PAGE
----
Along those lines, Brian Hughes, associate director of the Polarization and Extremism Research Innovation Lab (PERIL) at American University, believes the last decade of right-wing ideology creeping into the mainstream has had a profound impact on making extremist action more attractive to those who would otherwise be on the sidelines. “The Boomer-ification of extremism, via Fox News and Facebook, has made this more of a family issue. It’s moved out of the subcultural space and into spaces where people of different generations mix. The issues and tactics aren’t something you only read about on AlternativeRight.com and 4chan, like we did a decade ago,” Hughes says. “Now your uncle and dad might be talking about right-wing action and you can’t even avoid it.”
The mainstreaming of fascism has, in a sense, laundered the image of going to a Proud Boy meeting or protesting at a state capitol while brandishing a firearm — and it makes it easier for fathers and sons to tumble into the alt-right void while seeking a bonding moment. While gender norms continue to shift, fathers continue to be the main figure in a household to define masculinity for their sons, and they tend to emphasize these gendered ideas more than mothers do, per Andrew Smiler, a therapist and expert on men’s development.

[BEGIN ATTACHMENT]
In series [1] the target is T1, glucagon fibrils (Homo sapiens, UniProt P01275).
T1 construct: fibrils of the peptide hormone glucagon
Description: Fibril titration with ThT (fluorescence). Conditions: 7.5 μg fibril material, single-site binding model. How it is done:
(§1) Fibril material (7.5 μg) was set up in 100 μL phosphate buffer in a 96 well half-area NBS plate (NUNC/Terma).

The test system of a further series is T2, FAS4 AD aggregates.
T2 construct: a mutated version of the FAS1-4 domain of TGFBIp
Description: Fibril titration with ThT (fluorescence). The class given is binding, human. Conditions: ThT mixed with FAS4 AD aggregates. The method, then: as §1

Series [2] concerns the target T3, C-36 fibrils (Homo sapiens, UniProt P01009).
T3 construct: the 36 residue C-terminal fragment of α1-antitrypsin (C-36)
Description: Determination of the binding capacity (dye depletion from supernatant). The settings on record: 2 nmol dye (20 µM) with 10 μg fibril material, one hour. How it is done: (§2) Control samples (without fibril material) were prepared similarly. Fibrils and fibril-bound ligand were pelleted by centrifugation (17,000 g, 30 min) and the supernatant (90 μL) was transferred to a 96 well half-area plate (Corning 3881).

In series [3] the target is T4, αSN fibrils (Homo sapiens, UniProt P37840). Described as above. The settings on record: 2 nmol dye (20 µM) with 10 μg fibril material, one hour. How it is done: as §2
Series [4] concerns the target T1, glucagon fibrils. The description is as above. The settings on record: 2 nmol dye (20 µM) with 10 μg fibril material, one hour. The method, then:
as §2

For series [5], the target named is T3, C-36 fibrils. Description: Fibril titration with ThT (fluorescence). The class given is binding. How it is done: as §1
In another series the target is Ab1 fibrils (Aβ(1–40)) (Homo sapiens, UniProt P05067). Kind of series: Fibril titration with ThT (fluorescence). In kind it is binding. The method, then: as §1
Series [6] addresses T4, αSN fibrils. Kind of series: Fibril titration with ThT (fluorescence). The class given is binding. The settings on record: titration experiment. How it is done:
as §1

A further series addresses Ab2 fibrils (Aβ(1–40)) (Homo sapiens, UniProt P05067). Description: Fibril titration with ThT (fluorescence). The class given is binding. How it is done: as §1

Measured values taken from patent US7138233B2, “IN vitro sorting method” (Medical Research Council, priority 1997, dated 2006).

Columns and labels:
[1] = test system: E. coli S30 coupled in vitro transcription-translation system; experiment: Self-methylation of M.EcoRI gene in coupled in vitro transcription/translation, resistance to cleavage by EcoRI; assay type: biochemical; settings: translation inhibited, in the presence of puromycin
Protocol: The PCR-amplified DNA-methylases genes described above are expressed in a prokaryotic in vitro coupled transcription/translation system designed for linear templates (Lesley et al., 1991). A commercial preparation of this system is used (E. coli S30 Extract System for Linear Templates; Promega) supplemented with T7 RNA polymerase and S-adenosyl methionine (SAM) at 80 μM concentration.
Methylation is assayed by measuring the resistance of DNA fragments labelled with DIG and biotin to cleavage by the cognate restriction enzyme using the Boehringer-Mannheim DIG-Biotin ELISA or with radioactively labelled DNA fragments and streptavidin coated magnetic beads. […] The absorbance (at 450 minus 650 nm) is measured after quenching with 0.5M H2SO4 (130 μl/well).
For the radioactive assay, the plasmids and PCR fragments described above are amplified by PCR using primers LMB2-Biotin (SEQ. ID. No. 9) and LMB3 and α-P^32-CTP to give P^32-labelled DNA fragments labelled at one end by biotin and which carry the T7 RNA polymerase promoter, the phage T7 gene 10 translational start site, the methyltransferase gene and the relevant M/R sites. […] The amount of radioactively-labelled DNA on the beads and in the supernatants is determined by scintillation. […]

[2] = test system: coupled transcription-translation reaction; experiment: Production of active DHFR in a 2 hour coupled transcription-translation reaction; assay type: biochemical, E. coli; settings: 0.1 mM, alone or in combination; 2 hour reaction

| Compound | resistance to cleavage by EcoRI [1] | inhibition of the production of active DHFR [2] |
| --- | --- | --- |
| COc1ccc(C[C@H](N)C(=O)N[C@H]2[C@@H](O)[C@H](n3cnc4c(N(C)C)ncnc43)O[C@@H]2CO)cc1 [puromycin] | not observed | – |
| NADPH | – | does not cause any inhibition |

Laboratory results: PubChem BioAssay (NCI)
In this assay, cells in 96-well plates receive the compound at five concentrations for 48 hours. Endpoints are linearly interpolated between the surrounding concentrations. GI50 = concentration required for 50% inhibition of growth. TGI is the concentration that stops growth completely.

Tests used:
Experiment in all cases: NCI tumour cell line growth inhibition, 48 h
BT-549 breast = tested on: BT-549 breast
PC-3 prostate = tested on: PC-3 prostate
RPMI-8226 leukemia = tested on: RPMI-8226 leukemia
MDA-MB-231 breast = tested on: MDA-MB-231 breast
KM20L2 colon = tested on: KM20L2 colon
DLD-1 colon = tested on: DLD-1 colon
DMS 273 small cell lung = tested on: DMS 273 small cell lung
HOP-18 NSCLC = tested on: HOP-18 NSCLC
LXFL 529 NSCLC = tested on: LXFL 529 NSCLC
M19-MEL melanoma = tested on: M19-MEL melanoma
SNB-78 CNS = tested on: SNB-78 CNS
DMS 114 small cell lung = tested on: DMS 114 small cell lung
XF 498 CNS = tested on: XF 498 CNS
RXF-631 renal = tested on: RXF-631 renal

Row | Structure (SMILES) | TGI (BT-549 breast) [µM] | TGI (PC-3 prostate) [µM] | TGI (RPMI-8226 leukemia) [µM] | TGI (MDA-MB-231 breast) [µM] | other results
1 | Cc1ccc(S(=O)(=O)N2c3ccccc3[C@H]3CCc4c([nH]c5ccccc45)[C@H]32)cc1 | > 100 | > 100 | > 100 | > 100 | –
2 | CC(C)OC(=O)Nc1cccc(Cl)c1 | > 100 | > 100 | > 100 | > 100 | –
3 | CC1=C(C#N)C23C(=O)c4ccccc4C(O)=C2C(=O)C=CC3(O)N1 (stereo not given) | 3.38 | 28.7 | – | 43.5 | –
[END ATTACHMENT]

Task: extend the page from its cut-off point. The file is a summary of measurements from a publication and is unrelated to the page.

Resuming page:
It also remains true that American men often emphasize bonding through activities, rather than by discussing emotions and narratives, Smiler says. Those activities are a conduit for shared values — including stereotypically “masculine” ideas like resistance, self-reliance and using justifiable violence to defend the family. “This hits on the way we’ve talked about masculinity for the last 80 years in this country, especially with the idea of patriotism and fighting for something. Men are much more likely to see themselves as doers and risk-takers, and taking over a Capitol building requires that. It requires a willingness to take and inflict personal injury and bodily harm,” Smiler explains. “These are ideas we tend to emphasize to boys and men, and not typically so much for girls and women.”